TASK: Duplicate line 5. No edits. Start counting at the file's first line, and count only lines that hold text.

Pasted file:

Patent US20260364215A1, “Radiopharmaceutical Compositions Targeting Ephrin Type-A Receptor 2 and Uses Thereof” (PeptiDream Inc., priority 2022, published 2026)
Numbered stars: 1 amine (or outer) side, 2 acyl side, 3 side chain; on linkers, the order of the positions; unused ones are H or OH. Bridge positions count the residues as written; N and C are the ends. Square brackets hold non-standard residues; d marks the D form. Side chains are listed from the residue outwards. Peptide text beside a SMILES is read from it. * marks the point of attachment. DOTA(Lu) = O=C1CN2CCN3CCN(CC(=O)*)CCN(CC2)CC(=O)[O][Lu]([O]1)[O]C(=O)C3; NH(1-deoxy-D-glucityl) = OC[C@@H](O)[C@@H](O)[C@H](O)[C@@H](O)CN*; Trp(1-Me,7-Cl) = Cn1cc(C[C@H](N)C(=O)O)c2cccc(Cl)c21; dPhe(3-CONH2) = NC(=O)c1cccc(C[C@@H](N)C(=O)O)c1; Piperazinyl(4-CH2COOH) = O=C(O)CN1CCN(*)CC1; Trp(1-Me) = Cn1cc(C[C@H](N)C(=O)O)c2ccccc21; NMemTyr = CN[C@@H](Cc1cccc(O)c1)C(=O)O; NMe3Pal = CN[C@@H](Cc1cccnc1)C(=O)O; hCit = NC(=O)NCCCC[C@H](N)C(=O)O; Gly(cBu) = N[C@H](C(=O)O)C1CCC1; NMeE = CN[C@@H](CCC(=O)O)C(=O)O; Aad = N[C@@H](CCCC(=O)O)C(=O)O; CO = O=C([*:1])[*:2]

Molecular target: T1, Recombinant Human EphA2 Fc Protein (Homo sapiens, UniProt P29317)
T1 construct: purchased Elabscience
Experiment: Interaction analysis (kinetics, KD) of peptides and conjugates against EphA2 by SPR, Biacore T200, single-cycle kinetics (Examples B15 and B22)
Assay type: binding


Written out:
Experiment: Interaction analysis (kinetics, KD) of peptides and conjugates against EphA2 by SPR, Biacore T200, single-cycle kinetics (Examples B15 and B22)